A Swiss priest is calling on Pope Francis to do away with the “unhealthy” and “unfair” internal processes with which the Church handles sex abuse complaints and to establish truly “independent” tribunals in which to handle these crimes.
Driving the news
Father Nicholas Betticher, parish priest in Bern and head of the Swiss interdiocesan marriage tribunal in Fribourg, lamented in an interview that the way the Church currently investigates sex abuse complaints – on both a local and a Vatican level – is simply “not credible”.
The big picture
According to new Church laws established by Pope Francis in May, bishops and superiors of religious orders are required to report cases of abuse both to the civil authorities and to the Congregation for the Doctrine of the Faith in Rome.
However, “the bishop is the employer who hires the priest, the chief judge who judges the guilty and the spiritual father who protects the victims”, Betticher has noted, dooming the system from the outset.
Not only that, but one office in Rome is required to handle all the clergy sex abuse complaints in the entire world.
“How can one Roman office act for the entire planet? It is not feasible”, said the Betticher, a doctor in theology and canon law and former spokesman of the Swiss Bishops’ Conference.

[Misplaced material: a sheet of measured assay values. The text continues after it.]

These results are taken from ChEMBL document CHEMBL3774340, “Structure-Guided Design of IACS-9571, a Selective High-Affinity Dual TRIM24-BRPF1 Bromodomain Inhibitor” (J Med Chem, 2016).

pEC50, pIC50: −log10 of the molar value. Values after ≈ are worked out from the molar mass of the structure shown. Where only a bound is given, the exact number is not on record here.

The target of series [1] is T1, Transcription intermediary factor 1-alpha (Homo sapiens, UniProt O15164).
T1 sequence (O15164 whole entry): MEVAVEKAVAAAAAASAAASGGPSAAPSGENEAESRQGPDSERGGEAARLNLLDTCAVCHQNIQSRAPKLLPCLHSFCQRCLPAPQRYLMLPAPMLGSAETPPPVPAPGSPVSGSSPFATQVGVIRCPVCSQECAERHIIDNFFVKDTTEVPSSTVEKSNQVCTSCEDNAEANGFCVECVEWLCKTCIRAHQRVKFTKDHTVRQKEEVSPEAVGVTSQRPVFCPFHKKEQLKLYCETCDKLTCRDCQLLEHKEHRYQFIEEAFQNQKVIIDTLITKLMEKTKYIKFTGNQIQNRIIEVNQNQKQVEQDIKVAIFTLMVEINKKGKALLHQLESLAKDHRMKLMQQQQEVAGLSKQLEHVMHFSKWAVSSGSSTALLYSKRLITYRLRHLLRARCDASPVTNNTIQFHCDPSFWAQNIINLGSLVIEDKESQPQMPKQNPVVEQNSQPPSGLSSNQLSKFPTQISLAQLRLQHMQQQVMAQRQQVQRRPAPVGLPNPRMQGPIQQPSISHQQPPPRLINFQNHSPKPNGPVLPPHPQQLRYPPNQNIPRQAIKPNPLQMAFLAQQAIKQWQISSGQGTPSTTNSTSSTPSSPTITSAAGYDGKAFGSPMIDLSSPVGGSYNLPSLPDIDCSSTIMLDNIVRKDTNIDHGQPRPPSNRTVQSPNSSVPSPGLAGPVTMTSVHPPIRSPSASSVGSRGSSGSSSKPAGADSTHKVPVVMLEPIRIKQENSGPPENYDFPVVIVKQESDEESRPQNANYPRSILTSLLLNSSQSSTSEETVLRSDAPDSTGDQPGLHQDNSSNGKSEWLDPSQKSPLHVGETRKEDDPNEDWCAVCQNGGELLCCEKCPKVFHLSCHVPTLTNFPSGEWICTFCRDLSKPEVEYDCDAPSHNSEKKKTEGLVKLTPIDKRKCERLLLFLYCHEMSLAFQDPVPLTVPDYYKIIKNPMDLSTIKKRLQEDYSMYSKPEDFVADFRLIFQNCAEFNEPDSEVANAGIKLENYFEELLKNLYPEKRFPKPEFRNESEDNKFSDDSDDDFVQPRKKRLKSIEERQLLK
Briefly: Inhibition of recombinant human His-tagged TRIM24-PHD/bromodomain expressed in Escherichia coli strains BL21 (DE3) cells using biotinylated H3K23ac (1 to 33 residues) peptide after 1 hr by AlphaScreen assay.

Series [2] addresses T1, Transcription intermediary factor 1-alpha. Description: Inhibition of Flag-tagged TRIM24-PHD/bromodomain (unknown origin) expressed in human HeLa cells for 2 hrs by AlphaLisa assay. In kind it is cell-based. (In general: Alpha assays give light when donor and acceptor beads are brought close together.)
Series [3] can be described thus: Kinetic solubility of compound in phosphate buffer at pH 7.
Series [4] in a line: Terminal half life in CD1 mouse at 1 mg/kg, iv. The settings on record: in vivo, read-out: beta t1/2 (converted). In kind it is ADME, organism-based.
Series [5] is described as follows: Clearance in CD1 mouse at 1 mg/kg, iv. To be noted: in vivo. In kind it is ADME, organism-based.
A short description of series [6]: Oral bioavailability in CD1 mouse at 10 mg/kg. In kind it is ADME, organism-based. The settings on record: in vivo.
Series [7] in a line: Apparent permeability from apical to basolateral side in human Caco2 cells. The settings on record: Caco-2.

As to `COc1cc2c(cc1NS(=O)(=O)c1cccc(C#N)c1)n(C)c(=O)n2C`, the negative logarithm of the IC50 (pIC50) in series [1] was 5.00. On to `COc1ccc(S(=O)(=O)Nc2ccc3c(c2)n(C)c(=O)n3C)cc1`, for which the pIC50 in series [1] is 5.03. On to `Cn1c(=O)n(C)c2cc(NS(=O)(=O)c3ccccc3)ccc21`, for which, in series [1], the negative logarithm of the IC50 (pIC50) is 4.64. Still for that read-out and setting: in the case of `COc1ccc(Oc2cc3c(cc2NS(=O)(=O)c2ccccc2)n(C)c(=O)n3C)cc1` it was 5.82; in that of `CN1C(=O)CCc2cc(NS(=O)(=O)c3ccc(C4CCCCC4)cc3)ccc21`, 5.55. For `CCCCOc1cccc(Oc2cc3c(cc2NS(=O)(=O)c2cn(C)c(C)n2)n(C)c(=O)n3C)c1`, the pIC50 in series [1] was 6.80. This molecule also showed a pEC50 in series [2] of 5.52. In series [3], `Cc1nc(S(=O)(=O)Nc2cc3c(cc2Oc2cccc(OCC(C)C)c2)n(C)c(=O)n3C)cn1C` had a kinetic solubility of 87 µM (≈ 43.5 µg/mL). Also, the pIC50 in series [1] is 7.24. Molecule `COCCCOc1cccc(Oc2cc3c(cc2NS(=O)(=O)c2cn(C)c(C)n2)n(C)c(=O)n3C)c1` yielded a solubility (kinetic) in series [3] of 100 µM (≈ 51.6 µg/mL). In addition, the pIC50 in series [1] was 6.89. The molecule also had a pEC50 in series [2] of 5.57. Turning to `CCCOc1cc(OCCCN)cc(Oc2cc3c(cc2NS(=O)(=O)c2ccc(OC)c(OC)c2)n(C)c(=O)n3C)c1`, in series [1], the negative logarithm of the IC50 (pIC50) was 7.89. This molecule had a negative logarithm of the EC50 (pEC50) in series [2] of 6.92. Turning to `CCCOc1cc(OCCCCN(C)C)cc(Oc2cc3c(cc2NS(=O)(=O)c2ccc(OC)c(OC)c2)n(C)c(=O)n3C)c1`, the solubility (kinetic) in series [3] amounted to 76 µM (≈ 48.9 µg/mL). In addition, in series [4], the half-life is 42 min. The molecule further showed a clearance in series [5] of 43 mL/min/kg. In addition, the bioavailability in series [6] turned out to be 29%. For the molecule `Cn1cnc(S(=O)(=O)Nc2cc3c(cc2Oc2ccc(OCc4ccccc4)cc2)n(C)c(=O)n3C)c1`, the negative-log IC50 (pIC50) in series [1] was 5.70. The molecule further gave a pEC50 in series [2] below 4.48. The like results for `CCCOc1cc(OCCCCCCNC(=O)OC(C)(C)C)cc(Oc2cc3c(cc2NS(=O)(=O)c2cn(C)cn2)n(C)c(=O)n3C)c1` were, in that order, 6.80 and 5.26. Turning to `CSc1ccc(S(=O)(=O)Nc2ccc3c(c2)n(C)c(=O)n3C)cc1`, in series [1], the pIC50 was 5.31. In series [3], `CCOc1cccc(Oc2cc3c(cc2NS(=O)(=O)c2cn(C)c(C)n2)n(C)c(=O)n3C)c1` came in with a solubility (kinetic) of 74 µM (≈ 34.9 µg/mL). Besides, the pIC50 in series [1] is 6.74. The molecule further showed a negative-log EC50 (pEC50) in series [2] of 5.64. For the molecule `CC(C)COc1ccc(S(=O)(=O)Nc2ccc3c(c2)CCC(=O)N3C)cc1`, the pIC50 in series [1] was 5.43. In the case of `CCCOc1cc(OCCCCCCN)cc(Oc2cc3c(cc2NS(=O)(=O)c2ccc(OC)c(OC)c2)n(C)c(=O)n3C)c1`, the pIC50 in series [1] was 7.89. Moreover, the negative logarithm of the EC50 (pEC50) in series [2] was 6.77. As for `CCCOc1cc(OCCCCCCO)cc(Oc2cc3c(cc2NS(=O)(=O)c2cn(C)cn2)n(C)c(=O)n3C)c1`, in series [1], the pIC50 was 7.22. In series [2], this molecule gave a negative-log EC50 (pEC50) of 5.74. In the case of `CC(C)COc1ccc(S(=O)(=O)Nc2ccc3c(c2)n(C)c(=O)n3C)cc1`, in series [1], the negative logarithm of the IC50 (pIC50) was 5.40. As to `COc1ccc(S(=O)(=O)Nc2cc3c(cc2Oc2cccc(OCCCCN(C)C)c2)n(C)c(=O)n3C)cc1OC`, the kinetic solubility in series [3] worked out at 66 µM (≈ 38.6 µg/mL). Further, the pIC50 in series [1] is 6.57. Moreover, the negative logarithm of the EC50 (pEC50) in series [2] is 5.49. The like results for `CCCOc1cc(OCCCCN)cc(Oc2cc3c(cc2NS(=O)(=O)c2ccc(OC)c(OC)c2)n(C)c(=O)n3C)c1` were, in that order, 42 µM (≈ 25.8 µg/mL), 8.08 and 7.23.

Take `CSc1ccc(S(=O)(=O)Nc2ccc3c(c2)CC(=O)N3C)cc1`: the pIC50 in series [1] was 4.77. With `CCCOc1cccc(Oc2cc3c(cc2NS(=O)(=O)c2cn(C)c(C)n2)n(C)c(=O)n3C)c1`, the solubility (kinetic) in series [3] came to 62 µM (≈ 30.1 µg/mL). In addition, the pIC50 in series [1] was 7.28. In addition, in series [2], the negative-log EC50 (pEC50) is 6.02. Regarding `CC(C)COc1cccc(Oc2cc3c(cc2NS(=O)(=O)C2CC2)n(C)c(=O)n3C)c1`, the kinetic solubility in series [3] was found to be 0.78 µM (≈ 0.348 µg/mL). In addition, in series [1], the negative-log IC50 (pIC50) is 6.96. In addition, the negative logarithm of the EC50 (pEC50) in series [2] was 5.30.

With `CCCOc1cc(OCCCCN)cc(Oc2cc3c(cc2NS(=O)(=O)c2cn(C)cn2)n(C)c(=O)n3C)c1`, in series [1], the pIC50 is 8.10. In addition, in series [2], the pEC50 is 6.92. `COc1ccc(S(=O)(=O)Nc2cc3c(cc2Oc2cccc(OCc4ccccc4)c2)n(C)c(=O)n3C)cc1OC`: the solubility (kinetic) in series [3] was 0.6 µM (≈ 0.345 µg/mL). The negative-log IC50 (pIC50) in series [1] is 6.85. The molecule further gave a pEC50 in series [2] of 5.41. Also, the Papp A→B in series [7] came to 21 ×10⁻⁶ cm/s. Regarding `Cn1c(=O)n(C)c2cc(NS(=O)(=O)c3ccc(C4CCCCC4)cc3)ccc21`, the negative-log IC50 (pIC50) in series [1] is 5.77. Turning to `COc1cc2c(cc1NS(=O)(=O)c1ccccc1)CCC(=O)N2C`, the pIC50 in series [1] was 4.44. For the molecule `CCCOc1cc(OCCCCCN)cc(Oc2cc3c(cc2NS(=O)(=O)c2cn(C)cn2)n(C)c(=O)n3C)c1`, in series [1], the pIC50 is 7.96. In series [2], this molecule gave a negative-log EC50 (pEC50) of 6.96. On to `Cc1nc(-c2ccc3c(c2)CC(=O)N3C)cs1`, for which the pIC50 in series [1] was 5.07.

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Instead of the current inefficient and biased system, Betticher suggested that national Bishops’ Conferences around the world could establish separate courts made up not only of experts in Church law but also of lay people.
Lawyers, psychiatrists and other medical experts, men and women, who would have the power to pass sentence on abusive priests, a faculty currently reserved only to ordained men.
The new tribunal, explained Betticher, would decide which ecclesiastical sanctions to adopt against priests guilty of abuse, such as suspension, dismissal, therapy, and so on.
“The rest is done by the State, which knows how to do it better than us,” said the expert.
For the record
“It would be something completely new, of course”, said Betticher of his proposal.
“The Pope could immediately establish similar tribunals, which would release the bishops, for whom it is often difficult to judge and denounce priests whom they know well, who they have ordained and entrusted parishes”, explained the priest.
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